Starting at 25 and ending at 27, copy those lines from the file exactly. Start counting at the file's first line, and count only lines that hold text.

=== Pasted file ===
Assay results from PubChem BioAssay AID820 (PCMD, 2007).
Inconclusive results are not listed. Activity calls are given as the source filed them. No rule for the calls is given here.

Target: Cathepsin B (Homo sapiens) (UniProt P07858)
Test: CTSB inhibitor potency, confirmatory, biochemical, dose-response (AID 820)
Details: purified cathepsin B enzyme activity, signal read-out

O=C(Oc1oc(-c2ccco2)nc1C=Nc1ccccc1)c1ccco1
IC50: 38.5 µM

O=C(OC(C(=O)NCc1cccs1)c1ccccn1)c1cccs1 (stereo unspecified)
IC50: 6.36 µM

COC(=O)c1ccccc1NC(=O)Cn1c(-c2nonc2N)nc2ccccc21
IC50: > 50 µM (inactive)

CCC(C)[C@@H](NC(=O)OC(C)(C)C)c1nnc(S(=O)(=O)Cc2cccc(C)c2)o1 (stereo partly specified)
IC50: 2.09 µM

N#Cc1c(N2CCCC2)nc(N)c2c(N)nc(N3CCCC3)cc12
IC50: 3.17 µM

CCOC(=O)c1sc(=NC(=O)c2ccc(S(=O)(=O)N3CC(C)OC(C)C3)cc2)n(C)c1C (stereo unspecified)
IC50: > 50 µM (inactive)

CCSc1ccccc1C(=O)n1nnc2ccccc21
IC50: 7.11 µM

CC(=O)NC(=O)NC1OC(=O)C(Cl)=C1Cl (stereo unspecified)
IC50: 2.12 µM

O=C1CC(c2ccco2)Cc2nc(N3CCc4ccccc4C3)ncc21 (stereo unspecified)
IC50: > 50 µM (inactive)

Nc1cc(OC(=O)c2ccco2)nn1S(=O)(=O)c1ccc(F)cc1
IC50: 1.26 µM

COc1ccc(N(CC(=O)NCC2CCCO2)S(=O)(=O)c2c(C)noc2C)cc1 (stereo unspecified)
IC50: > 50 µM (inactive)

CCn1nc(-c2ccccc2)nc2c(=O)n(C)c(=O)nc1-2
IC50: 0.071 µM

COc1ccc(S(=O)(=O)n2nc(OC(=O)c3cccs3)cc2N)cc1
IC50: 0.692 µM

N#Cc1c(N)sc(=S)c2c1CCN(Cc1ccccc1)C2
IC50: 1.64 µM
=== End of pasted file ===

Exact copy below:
IC50: 1.26 µM

COc1ccc(N(CC(=O)NCC2CCCO2)S(=O)(=O)c2c(C)noc2C)cc1 (stereo unspecified)
IC50: > 50 µM (inactive)